Stella told me that the kokopu have a lateral line that leads to a cell to detect vibrations and water movement and allows the fish to orientate themselves in their environment. When the fish are young especially, they can climb. They can travel up waterfalls and even across land, breathing through their skin. These fish really fascinated me! At Rotokare (where whitebaiting doesn't take place), the introduced perch are one of the greatest threats to the native fish population, as well as the water quality in the lake. Small perch eat zooplankton in the lake. The zooplankton usually feasts on phytoplankton, but if the perch have eaten the zooplankton, the population of the phytoplankton will explode, causing an algal bloom (as is the current case at Rotokare). The large perch feast on other (native) fish and sometimes even turn to cannibalism.




We fed the fish the worms that Stella had brought along, and mealworm beetles from Rotokare. The longer we stayed, the more confident (or greedy) the fish became, and they would jump right out of the water to grab our fingers! I may have squealed a wee bit the first time one bit onto my finger, but it didn't really hurt at all! What a cool experience. I'll be spending some time researching how we can go about improving the habitat for these native fish at Rotokare.

Hunting for Penguins in Taranaki


Last week on a clear Taranaki day, I set off to the coast to hunt for penguins with Elise Smith, a local scientist. Elise has wealth of knowledge on many different subjects relating to biodiversity and marine science,  and now contracts her skills out to different organisations, providing them with GIS mapping services. I was lucky enough to meet Elise at Rotokare the previous day, and she kindly offered to let me tag along with her excursion. Elise is also hosting two other Taranaki teachers on the STLP programme.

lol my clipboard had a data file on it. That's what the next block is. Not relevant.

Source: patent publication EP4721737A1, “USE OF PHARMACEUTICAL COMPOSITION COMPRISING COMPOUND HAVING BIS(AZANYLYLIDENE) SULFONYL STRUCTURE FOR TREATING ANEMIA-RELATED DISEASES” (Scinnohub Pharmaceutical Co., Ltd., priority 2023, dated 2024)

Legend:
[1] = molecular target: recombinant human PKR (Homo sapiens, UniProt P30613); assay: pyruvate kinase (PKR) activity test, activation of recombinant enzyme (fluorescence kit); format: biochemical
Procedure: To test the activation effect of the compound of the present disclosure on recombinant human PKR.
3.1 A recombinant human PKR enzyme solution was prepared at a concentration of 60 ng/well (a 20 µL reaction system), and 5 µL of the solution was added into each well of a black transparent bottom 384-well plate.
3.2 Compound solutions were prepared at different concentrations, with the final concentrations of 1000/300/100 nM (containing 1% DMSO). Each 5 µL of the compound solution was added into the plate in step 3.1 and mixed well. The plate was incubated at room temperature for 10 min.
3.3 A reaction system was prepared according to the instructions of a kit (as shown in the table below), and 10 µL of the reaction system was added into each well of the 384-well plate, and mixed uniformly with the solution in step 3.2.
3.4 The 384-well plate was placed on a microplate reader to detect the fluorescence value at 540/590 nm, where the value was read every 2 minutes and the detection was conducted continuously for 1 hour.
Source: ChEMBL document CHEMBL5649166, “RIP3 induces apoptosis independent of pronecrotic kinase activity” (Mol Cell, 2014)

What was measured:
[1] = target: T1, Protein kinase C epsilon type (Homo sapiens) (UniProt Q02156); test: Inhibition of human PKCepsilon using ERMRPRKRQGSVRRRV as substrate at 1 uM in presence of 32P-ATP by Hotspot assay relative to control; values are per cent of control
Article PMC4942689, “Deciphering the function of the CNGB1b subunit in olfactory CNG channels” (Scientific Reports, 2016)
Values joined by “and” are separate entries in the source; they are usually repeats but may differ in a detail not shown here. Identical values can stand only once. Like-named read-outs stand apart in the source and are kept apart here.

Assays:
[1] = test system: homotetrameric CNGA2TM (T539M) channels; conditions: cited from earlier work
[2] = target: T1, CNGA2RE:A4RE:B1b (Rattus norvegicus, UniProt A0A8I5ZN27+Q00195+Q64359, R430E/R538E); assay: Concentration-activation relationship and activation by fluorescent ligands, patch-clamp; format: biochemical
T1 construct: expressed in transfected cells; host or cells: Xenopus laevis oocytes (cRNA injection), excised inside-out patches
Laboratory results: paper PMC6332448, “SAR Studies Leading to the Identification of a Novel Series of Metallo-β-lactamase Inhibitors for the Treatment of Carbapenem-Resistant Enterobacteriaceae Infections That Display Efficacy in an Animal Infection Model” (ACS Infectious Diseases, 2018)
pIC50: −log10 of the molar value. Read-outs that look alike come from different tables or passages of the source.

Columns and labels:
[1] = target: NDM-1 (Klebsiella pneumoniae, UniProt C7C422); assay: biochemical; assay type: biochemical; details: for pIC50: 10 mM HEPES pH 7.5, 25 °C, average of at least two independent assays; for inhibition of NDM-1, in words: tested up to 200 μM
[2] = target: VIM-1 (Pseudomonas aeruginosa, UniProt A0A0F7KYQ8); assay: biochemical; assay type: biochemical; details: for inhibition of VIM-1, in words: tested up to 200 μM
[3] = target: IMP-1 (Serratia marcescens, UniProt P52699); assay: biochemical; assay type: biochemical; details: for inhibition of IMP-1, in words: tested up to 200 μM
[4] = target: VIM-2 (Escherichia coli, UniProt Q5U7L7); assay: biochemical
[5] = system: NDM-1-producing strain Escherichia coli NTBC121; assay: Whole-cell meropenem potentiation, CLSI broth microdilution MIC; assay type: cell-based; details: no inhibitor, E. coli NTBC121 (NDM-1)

One of Elise's current projects is monitoring the Blue Penguins that come to nest around the Taranaki Coast line. Blue Penguins are the most common penguin in New Zealand, and the only penguin to breed along the coast of the North Island. The penguins spend most of their time at sea, but between December and March each year, they come to shore to moult. During the time they are replacing their feathers (about 2 weeks), they are unable to swim or eat.

When I arrived at our destination, I met Andrew Hornblow. Andrew is a Taranaki engineer who has developed devices using solderless- breadboards to monitor local ecology. The amazing thing about his devices is they consume miniscule amounts of power and data; the aa batteries can last for a year, and they have the ability to transmit data to wifi up to 18 kilometers away. This makes them ideal for isolated locations. Andrew has also deliberately made his devices simple enough for a child to build, programme and monitor, as he is passionate about getting more children actively involved in science in their community. They have the ability to connect humidity, temperature and light sensors, among many others. The possibilities are endless!


The main objective of the trip was to change over the batteries of the devices in the burrows, but we thought it would be interesting to have a look inside while we were there. When we reached the man-made penguin burrows, we carefully lowered an endoscope (made by Elise with some kiwi ingenuity!)  into the holes. This was connected to her computer, displaying the video footage from the end of the endoscope. We were looking for feathers outside the burrow, which might mean there was a penguin moulting inside. While we did find some feathers, and plenty of poo, there were no penguins home that day. But remember "evidence of absence is not absence of evidence!".



Me using the endoscope in the burrow

Brent (STLP teacher) looking for a lost monitoring device